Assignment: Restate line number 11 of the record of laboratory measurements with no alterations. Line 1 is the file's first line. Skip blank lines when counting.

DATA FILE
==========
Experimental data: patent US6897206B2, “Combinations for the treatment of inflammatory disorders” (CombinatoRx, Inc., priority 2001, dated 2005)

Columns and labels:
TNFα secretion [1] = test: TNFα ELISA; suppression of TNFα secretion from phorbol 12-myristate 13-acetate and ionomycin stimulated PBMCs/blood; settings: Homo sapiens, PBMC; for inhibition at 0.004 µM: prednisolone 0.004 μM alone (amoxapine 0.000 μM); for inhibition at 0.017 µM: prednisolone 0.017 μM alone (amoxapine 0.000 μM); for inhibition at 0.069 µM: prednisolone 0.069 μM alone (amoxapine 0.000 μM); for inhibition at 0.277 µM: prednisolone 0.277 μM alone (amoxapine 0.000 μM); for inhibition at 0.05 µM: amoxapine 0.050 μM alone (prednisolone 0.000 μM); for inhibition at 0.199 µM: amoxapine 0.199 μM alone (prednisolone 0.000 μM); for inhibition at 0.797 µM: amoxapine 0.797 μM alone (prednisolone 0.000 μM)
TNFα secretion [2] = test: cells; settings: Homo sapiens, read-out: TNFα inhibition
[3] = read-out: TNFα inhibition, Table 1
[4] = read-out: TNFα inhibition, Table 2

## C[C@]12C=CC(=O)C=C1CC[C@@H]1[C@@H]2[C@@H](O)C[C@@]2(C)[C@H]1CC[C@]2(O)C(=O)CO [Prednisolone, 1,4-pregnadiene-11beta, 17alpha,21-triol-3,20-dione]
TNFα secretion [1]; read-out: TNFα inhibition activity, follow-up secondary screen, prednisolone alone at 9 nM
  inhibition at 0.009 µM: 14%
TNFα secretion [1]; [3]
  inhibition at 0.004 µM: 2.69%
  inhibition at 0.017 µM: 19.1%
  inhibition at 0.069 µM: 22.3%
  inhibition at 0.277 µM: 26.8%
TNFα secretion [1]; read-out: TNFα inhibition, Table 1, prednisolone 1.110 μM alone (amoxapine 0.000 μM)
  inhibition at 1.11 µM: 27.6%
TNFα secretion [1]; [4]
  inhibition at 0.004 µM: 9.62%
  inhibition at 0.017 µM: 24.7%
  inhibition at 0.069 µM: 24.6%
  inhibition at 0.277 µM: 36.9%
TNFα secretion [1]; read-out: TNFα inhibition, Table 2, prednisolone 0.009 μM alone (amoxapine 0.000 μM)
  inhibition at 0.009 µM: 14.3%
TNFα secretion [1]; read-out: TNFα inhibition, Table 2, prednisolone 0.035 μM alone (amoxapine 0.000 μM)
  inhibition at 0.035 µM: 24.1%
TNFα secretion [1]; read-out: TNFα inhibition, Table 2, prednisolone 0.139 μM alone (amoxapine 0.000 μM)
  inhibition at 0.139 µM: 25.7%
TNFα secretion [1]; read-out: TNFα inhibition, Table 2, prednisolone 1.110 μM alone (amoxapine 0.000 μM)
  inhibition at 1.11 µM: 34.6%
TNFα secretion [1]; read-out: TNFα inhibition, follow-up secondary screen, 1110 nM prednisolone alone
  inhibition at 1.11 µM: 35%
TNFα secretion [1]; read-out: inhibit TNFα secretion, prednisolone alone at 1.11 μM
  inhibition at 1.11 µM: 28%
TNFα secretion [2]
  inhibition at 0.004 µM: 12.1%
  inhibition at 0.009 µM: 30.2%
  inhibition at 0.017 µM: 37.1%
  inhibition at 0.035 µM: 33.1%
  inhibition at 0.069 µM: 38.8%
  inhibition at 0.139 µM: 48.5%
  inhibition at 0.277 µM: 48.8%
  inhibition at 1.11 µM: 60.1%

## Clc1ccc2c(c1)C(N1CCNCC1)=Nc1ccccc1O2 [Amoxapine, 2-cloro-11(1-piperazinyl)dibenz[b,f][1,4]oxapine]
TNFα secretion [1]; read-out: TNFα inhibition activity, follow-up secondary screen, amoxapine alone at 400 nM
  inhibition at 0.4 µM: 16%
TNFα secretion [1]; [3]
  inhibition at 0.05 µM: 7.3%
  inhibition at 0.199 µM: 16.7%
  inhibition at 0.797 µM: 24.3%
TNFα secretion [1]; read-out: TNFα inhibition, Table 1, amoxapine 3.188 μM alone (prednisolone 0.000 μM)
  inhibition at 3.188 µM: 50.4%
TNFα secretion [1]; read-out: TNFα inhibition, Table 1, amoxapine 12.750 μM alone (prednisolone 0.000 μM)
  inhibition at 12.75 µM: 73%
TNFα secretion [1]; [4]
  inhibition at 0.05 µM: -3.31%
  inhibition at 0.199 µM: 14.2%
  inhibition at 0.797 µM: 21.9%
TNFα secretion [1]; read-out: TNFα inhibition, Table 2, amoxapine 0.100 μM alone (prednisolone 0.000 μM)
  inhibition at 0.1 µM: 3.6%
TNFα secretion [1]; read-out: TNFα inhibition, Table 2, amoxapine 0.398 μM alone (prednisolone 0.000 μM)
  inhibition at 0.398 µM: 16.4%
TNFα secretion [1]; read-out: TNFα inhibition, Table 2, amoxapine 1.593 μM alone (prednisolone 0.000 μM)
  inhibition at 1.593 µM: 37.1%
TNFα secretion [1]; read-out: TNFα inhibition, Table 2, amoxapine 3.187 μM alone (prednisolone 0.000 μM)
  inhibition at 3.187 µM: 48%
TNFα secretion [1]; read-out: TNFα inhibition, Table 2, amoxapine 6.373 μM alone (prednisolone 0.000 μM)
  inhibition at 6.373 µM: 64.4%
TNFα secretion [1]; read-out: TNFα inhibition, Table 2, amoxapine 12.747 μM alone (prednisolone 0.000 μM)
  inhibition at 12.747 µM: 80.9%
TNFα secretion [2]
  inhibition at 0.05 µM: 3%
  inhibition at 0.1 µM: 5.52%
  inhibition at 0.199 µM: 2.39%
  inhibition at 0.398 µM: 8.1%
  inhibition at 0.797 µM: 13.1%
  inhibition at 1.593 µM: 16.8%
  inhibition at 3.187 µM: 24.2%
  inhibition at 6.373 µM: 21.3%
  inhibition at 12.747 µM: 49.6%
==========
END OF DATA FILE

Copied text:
  inhibition at 0.004 µM: 2.69%